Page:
|Study Start Date:||August 2001|
|Estimated Study Completion Date:||October 2004|
This clinical trial examines the addition of adefovir dipivoxil to a lamivudine regimen for treating chronic hepatitis B infection. Two patient populations will be separately recruited: HIV-infected (40 subjects) and HIV-uninfected (20 subjects). HIV-infected patients will be enrolled in a randomized, placebo controlled study of the safety and efficacy of the addition of adefovir to lamivudine for the treatment of chronic hepatitis B in subjects with a hepatitis B virus (HBV) viral load of at least one million copies/mL despite at least one year of lamivudine therapy. A similar population of HIV-uninfected subjects will be treated with open-label adefovir 10 mg daily for one year. These HIV-negative subjects will serve as a control group for immunological comparisons to the HIV-positive group treated with adefovir. HIV-infected subjects will be randomly allocated to receive adefovir 10 mg daily for one year or matching placebo. At the end of one year, HIV-infected patients may choose to receive open-label adefovir, and HIV-uninfected patients will have the option of continuing open-label drug if they are responding to treatment. Patients may not have decompensated cirrhosis or other causes of liver disease such as hepatitis C. Liver biopsies are performed prior to study and at the end of one year. HIV-positive subjects whose liver biopsy demonstrates cirrhosis will not be randomized but will be treated with open-label adefovir 10 mg daily. The purpose of the study is to evaluate the safety and efficacy of lamivudine plus adefovir as compared with continued lamivudine in HIV-infected patients, to compare responses between HIV-uninfected and HIV-infected subjects, and to obtain specimens for studies of immune responses to HBV. HIV-infected patients will receive lamivudine 150 mg bid plus adefovir 10 mg qd (or placebo) and HIV-uninfected subjects will receive lamivudine 100 mg qd plus adefovir 10 mg qd. L-carnitine supplementation will be used only if low serum carnitine levels are documented. Additionally, patients will have the option of enrolling in a sub-study assessing the kinetics of viral load response to study drug. Specimens will be stored for possible future determination of adefovir levels and use in evaluating HBV and HIV resistance to adefovir. Patients discontinuing study drug and not initiating a commerically available anti-HBV medication (including adefovir) will be monitored for safety for at least an additional 24 weeks. The primary study endpoint will be a comparison of the absolute HBV viral load at Week 48 between the placebo and adefovir HIV-positive patient groups, and for the HIV-negative population, the comparison of absolute HBV viral at Week 48 versus baseline. Secondary endpoints include safety, liver pathology, and transaminase level. Adefovir will be discontinued for toxicity; there will be no dose reduction. A DSMB will oversee the trial for toxicity.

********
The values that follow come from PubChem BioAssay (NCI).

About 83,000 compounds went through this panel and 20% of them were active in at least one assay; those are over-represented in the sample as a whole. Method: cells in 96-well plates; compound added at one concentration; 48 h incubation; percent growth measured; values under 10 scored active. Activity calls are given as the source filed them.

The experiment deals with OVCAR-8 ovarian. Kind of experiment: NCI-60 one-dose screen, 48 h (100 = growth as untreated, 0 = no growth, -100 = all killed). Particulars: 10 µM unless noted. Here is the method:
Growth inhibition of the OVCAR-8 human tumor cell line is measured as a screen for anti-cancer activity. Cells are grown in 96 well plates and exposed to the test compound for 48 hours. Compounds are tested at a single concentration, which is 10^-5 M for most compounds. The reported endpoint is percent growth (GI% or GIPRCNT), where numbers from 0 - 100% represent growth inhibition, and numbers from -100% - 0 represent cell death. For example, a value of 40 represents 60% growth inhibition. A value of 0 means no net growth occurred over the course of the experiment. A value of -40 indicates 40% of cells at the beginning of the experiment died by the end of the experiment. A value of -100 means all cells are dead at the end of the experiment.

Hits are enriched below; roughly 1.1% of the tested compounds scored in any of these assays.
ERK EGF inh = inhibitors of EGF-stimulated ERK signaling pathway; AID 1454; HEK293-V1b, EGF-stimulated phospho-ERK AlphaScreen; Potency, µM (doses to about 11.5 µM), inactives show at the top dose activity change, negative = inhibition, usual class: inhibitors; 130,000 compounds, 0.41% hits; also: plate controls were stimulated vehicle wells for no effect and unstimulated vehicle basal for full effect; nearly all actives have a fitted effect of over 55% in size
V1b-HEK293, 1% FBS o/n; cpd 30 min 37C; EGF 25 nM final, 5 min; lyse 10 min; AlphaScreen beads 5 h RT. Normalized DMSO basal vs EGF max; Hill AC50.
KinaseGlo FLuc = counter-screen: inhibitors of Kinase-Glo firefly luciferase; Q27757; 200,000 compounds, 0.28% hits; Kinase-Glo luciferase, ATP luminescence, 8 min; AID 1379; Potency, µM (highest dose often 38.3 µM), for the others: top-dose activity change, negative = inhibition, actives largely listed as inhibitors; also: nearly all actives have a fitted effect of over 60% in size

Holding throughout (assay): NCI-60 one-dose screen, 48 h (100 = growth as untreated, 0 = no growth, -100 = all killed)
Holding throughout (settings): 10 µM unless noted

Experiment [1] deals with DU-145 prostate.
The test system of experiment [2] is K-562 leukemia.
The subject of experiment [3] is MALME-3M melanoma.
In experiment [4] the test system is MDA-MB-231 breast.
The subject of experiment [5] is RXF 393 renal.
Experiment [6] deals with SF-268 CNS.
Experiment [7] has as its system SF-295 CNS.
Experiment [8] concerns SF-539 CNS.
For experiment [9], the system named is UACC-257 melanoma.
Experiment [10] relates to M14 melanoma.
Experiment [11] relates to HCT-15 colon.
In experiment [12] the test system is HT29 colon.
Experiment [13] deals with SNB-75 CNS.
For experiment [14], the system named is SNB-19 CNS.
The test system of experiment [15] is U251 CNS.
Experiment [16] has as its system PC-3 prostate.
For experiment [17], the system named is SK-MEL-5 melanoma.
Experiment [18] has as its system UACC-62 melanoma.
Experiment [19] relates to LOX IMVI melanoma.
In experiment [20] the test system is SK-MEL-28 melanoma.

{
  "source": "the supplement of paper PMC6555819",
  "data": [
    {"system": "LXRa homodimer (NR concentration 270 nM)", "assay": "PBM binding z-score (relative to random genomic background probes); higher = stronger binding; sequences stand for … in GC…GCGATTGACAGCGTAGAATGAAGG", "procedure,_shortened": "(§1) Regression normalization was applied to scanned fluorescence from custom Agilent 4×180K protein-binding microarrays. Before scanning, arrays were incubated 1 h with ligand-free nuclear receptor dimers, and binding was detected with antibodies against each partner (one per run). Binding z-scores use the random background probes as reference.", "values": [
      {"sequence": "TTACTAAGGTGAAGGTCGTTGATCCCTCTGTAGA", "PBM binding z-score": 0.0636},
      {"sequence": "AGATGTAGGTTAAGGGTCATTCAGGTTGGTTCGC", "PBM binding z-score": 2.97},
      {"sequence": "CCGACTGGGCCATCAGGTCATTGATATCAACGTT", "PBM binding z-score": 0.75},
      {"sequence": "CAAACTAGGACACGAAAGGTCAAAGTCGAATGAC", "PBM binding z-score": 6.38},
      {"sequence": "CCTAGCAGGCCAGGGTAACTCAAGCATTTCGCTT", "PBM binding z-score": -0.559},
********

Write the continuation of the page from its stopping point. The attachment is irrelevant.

|United States, Maryland|
|National Institute of Allergy and Infectious Diseases (NIAID)|
|Bethesda, Maryland, United States, 20892|